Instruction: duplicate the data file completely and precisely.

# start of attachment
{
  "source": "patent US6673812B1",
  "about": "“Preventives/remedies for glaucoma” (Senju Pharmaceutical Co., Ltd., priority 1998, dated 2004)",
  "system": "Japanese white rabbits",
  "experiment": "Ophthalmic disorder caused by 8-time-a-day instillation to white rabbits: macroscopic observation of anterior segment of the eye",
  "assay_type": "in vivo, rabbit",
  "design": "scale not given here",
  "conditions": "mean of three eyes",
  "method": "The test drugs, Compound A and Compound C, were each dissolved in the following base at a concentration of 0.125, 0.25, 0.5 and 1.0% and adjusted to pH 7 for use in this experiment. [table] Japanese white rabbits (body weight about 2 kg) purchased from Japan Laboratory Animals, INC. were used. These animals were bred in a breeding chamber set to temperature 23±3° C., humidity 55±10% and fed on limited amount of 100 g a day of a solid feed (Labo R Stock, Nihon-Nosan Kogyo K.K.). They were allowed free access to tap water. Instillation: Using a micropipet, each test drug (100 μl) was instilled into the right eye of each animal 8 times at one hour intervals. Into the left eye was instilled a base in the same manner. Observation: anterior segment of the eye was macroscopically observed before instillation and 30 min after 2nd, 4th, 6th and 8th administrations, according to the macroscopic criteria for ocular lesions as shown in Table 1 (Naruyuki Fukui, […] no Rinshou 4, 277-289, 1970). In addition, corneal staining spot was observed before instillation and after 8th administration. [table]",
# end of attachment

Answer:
{
  "source": "patent US6673812B1",
  "about": "“Preventives/remedies for glaucoma” (Senju Pharmaceutical Co., Ltd., priority 1998, dated 2004)",
  "system": "Japanese white rabbits",
  "experiment": "Ophthalmic disorder caused by 8-time-a-day instillation to white rabbits: macroscopic observation of anterior segment of the eye",
  "assay_type": "in vivo, rabbit",
  "design": "scale not given here",
  "conditions": "mean of three eyes",
  "method": "The test drugs, Compound A and Compound C, were each dissolved in the following base at a concentration of 0.125, 0.25, 0.5 and 1.0% and adjusted to pH 7 for use in this experiment. [table] Japanese white rabbits (body weight about 2 kg) purchased from Japan Laboratory Animals, INC. were used. These animals were bred in a breeding chamber set to temperature 23±3° C., humidity 55±10% and fed on limited amount of 100 g a day of a solid feed (Labo R Stock, Nihon-Nosan Kogyo K.K.). They were allowed free access to tap water. Instillation: Using a micropipet, each test drug (100 μl) was instilled into the right eye of each animal 8 times at one hour intervals. Into the left eye was instilled a base in the same manner. Observation: anterior segment of the eye was macroscopically observed before instillation and 30 min after 2nd, 4th, 6th and 8th administrations, according to the macroscopic criteria for ocular lesions as shown in Table 1 (Naruyuki Fukui, […] no Rinshou 4, 277-289, 1970). In addition, corneal staining spot was observed before instillation and after 8th administration. [table]",